Seven Sonnets for Valentine's Day
Seven Sonnets for Valentine's Day
I thought I'd mark the occasion with a collection of a few of my sonnets on a romantic theme. Perhaps not strictly love poems in the normal sense, all are in some way related to love. I hope you find something to enjoy in them.
Nowadays, most of us tend to choose our valentine card(s!) or worse, e-cards, by the picture. The verse inside, if there is one, is usually a pretty perfunctory effort, short, formulaic, clichéd and of no intrinsic worth. But there was a time, a mere four hundred years ago, when a gentleman would consider it correct form to spend time crafting an original poem for his lady. And for the Renaissance gentleman, the poem of choice would most often be a sonnet. The sonnet was, and still is, unsurpassed in its power to express depth of thought and intense emotion together and to sustain both through its full fourteen lines.
This first one, Travellers, is about a chance encounter in a commuter train.
No crash, no broken glass, no injury.
A mild derailment, quiet loss of power
or small mechanical catastrophe,
enough to leave us stranded for an hour,
is all I ask. The driver can explain
politely to three hundred fretting souls
how trivial the loss, how rare the gain
in marking time by Mirton-under-Moles,
at which we acquiesce, and one by one
find friends behind each dull commuting stare -
fierce devotees of Guardian and Sun
in temporary comradeship. Aware
of precious company and circumstance,
we talk, we two. There is no room to dance.
And this one, Something Pressing, tries to capture some of the urgency we feel with advancing years...
Some call it courtship, some a waste of time,
the candlelight, the mandatory flowers,
the amateurish dalliance with rhyme,
the quaint preponderance of glades and bowers,
The evening dress that catches on the heel
and in the door of every cab in town,
the standing in the station, when you feel
much more inclined to burn the bastard down.
We've done it all, with patience and decorum.
We could continue, but we're growing old.
Time murmurs in my ear "You've had a quorum
of hearts and valentines. Why not be bold?"
So come and play the pepper to my salt,
quickly, before we're tantric by default.
Have you ever been shocked to realise that you've fallen in love? That someone has come into your life when you weren't looking?
I was a lover once before the curve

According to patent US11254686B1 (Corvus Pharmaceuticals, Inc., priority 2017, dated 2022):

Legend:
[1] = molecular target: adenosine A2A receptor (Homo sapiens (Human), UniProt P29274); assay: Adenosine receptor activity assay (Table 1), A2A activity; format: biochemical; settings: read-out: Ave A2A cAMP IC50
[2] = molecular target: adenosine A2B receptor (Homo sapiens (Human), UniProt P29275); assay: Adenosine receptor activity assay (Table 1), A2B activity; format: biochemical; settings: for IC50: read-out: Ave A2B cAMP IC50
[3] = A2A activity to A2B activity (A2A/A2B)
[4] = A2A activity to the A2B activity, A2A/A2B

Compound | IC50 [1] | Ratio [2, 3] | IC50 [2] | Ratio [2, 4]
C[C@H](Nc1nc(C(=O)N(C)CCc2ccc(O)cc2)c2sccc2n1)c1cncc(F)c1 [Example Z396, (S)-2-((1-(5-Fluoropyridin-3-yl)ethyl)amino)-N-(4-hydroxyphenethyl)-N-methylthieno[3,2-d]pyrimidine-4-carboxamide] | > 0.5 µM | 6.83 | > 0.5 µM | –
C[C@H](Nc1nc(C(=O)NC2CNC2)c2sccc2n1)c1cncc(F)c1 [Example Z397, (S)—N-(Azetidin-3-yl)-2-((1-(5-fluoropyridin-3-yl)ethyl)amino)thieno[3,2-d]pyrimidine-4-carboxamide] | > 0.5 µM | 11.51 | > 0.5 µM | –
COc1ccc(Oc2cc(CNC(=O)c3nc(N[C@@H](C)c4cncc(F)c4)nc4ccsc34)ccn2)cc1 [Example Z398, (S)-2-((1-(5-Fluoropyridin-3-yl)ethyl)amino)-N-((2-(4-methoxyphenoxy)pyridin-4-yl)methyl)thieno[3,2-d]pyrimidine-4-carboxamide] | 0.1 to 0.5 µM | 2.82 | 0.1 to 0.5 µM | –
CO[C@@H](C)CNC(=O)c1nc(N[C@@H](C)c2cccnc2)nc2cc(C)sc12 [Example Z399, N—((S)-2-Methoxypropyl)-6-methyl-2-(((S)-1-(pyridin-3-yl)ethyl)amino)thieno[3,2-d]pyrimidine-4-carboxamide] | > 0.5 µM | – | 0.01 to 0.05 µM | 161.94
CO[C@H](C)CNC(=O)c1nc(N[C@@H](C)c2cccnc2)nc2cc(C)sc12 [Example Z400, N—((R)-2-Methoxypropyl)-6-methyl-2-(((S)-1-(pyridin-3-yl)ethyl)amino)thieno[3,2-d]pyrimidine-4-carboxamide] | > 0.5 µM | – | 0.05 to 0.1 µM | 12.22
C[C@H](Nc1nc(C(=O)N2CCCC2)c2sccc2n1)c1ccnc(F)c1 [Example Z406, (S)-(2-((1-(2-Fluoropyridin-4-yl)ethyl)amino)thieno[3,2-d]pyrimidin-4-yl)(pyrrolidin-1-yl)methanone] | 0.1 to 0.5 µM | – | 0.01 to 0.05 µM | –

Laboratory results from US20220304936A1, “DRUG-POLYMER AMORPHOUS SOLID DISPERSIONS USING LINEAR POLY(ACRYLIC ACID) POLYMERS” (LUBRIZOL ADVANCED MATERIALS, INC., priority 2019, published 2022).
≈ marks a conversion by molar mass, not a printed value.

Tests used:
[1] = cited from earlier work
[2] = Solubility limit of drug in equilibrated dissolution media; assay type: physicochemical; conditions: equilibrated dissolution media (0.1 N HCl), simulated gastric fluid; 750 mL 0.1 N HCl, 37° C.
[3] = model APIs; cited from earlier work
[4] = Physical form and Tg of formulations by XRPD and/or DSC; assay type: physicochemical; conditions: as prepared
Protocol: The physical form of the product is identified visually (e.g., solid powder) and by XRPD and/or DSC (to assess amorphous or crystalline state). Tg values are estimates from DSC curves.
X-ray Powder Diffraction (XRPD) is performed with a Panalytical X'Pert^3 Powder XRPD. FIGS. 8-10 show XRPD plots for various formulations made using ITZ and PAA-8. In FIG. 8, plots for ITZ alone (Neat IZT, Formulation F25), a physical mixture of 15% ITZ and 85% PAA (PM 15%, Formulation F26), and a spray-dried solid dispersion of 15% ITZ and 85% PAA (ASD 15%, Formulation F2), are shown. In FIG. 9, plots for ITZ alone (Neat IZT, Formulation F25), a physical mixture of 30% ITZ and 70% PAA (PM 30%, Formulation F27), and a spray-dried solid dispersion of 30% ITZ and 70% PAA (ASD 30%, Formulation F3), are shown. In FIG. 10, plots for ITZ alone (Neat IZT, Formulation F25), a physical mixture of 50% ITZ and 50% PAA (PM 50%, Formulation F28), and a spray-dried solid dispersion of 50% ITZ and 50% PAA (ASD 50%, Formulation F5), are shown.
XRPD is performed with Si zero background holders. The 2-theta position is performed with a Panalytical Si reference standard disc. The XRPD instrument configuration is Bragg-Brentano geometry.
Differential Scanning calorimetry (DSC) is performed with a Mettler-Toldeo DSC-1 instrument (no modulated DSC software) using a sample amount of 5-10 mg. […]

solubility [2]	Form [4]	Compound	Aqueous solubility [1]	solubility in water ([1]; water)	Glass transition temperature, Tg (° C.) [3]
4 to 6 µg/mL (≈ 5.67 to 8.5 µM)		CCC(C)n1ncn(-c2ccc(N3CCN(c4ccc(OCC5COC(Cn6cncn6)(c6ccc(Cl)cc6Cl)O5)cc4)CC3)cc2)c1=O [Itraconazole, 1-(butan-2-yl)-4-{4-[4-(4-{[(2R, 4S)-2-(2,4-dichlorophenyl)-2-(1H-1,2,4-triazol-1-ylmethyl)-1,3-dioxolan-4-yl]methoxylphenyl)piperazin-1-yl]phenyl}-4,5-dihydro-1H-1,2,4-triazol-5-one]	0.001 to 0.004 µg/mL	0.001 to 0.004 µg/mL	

of melancholy closed around my joy
tightening close, so close my spirit starved
for light, for air, for laughter. Did I try
to break the bond, to set my future free
and win again the pleasures I had known?
No! for the sleep was on me. I would say
"Here is maturity. All that is gone
is youth, and I am not the boy I was."
"Wisdom", my folly said, "is higher aim
than love", and I was flattered to express
blind acquiescence. Dullness had me tamed.
How could I know that fate would lead me to you?
Christ, I'm in love, and hale-bloody-lujah !
This one, Phoenix, is more nostalgic than immediate. I'm sure we all have memories.
A love remembered is a love too long
forgotten. Pictures fade but do not age
as lovers do, though tenderness belong
to every reawakening on the stage
of memory. And now I know you as
a poem I crammed away, in innocence
of meaning, empty word chains in a class
of carefree boys. The lines are gone. The sense,
no longer bound to rote, is free to fly,
to change, return again, and to surprise
my equanimity with sudden joy.
And slow regret, born as I realise
our youth, our love, are photographs of snow -
frozen forever, melted long ago.
And this one, With Coffee, is one of these moments of recognition, in the aftermath of a candlelit dinner.
Slight movement. Now your shadow on the map
blends into mine, and with the candle's rays
occluded we imagine light is scarce,
so I lean forward too. Your hair and mine,
together now, need not be recognised
as touch, and so we do not draw away.
And where your finger traces out the route
we ought to choose, your hesitation shows
that gentle contradiction from my own
might not be unforeseen. My Northern Line
meets yours at Camden Town, our fingertips
and futures touch as one, laughed in a glance
that lingers, deepens, burns from pure surprise
to find reflection in another's eyes.
My second last, voices, is about layers of communication above the literal meaning of what we say.
our voices know each other in a tongue
we barely understand - words follow words
through turns of everyday - what we have done
what we have said - to whom - things we have heard
ephemeral meanings floated on a stream
like paper galleys - these - the stuff of sense
of caveats - when in a doubting time
we question why and find the answer less
than reason - still - an echo of the sound
prevails - an intertwining of your tone
and mine - your cadences - my counterpoint
our rise and fall - a sweeter music than
we care to name is ours - our voices have
learned to transcend the dull taboos of love
I'm giving the last word to my friend Herbie Vaugh, an incorrigible garrulous bungler and renowned bore. This is his attempted sonnet:
Rest, Valentine, where music soaks your bed
and troubles die, hastened by smelly flecks
of coriander from pomander fled
carried on fan-made winds, the trailing flex
slipped safely out of sight with scarce a sound.
Invisible - like shy potatoes growing
for us to eat below the very ground
we walk above though from the path not going -
inaudible as well, like thoughts of you
that sneak unbidden, hidden in my skull,
cave of my brain, shape of my head's skin too,
nice thoughts, I get them when the weather's dull.
So rest there, Valentine, if that's OK
I think that's most of what I meant to say.
This hub will probably be flagged for duplicate content, because all of these poems are already on my personal website. If you would like to read more, There's a link to my site on my Profile page.
Thank you for reading!
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